Arkansas angler and fishing expert Billy Murray shares his extensive knowledge of the Diamond Lakes of Arkansas
Be careful out there that you aren't drygulched by a bunch of fire ants. It happened to me last week. I was out absently wordsworthing some of the fall scenery, and stopped to admire a white-oak acorn or sweetgum leaf or some damned thing, and a passel of the little sons-a-bitches numbering maybe 200 swarmed my feet and legs and might near bagged me and bore me home before I valiantly fought them off.
The thing about fire ants, once they attack you, there's no persuading them to disengage. They're like pit bulls in that respect. They don't know pity or mercy, and have no time for such sentimental considerations as taking it easy on the portly anthropoid geezer who stumbled on them without malice, certainly intending them no disrespect.
They don't care why you've intruded into their sovereign territory. They only want to punish you for it, and go on punishing you until you die or they do. You can't brush them off or swat them off or hose them off or pry them off with a crowbar or hack them off with a machete. It might get rid of some of them if you soaked your pants and lower torso with gasoline and set yourself ablaze, but it wouldn't get them all, and it's incontestable that their only response to such an inferno would be, “Bring it on, you big ape. Bring it on.”
And I suspect the big ape would lose practically all his enthusiasm for self-immolation before they lost their utter indifference to it.
In my encounter, I wasn't reduced to setting myself afire, but here's what I was reduced to: trying to shoot the little whorehoppers off my ankles one at a time with a single-shot .22. This is not an efficient or particularly effective way to battle fire ants, or, I would think, any other variety of venomous insect. Or the zombies that I'll be mentioning later on.
You can't take good aim when fire ants are stinging you. You just can't. Not even a Klingon could do it. Not even Wayne LaPierre could. I suspect fire ants mustering probably account for the famous misunderstanding in which the vice president missed the bird and felled the host. They sting you faster than you can shoot them, and you have to be careful of the shooting angle as there are bony tarsal nodes and protrusions that don't react agreeably even to being grazed by hollow-point ammunition.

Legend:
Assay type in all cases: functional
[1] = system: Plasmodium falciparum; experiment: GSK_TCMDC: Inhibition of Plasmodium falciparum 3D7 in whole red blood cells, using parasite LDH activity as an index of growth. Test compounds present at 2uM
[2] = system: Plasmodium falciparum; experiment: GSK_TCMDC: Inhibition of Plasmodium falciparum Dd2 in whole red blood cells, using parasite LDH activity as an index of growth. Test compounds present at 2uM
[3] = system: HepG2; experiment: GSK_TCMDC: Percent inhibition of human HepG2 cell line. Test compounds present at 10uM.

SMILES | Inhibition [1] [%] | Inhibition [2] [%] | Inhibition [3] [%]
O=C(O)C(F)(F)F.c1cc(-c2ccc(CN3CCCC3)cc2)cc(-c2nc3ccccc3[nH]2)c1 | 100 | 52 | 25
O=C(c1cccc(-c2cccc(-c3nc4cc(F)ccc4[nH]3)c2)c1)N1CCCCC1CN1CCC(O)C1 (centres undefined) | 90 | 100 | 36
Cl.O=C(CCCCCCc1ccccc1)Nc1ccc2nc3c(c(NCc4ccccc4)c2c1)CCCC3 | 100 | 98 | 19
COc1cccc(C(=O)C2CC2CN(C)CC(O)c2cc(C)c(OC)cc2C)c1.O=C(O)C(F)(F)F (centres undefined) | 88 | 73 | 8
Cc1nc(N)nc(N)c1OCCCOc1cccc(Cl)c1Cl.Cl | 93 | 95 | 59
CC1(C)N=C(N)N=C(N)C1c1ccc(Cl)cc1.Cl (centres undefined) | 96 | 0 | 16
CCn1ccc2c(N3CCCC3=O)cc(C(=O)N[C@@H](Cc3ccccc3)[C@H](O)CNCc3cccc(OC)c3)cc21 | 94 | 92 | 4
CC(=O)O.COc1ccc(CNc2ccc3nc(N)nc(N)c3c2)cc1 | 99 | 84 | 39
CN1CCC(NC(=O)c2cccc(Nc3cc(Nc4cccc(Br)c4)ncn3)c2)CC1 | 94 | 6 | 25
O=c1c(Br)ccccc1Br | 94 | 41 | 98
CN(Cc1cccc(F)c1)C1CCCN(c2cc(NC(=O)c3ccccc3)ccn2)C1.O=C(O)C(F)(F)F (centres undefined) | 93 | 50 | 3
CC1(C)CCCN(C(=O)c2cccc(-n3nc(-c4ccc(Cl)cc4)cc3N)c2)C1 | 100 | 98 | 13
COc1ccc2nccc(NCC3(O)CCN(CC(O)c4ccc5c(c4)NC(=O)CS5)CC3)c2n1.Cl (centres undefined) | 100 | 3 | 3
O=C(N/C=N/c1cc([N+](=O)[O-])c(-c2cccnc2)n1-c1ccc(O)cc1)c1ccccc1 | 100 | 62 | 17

But the .22 was the only weapon I could lay hands on in the short-lived interval of lucidity between when the fire-ant vanguard first started harpooning me and I was obliged to choose between Option A, passing out from the pain, or Option B, going mad from it.
Fire-ant bites turn into big ugly pustules within a couple of hours, and these go on festering and poisoning your blood for about two weeks, after which, if there aren't complications, you can begin to think of recovery. If there are complications … well, it's best not to think about that. You've got a 50-50 chance, so why not see the glass, or in this case the beaker, as half full?
Only a couple of days after the pustules form, the intense pustule pain turns into an unbearable pustule itch, and for a short time that's actually a relief, but then very quickly the itch becomes such to make you nostalgic for the pain. The pain-vs.-itch preference debate continues unresolved for at least 72 hours. This is a dangerous time for the fire-ant victim. It's the time when he's most likely to veer into alcoholism, hopelessness, Last Days eschatology and such, as he's meantime obliged to cope with seizures, convulsions, paralysis, coma onset, and other ponderable hypochondriacal symptoms. You might want to lash yourself to the spar there for the duration of this delusional phase, when people have been known to do some mighty foolish things — pledging fraternities, voting Republican, first-time-calling talk radio.
Know your enemy, it says in the Bible or somewhere, and I've been doing my homework on these little boogers.
Fire ants weren't a part of the original creation 6,000 years ago. They weren't aboard the ark. They're newcomers on the critterly scene, in fact, having derived from someone in a white smock at the old Pine Bluff Arsenal leaving a beaker uncovered that contained a smoky, sinister-looking radioactive draught that some ordinary Jefferson County pismires promptly got into, as ordinary Jefferson County pismires will. As I understand it, their consequent transformation was a species parthenogenesis similar to Spiderman's or The Hulk's. If your religion allows you to believe such a thing.
There are by actual count more than a trillion fire ants in this bailiwick alone, or about five per corrupt mortgage banker. One thermonuclear explosion per anthill is the recommended eradication method and dosage, or broadcasting granular hazmat in a concentration that will make the surrounding area for about 20 leagues uninhabitable for approximately 300,000 years.
Or if you prefer a greener approach, a voodoo exorcism ceremony has shown field promise, though it has the unfortunate side effect of raising large numbers of unruly zombies, which, or who, according to the Extension Service literature, can be harder to do anything with than the fire ants.
Bob Lancaster, one of the Arkansas Times longest and most valued contributors, retired from writing his column last week. We’ll miss his his contributions mightily. Look out, in the weeks to come, for a look back at some of his greatest hits. In the meantime, here's a good place to start.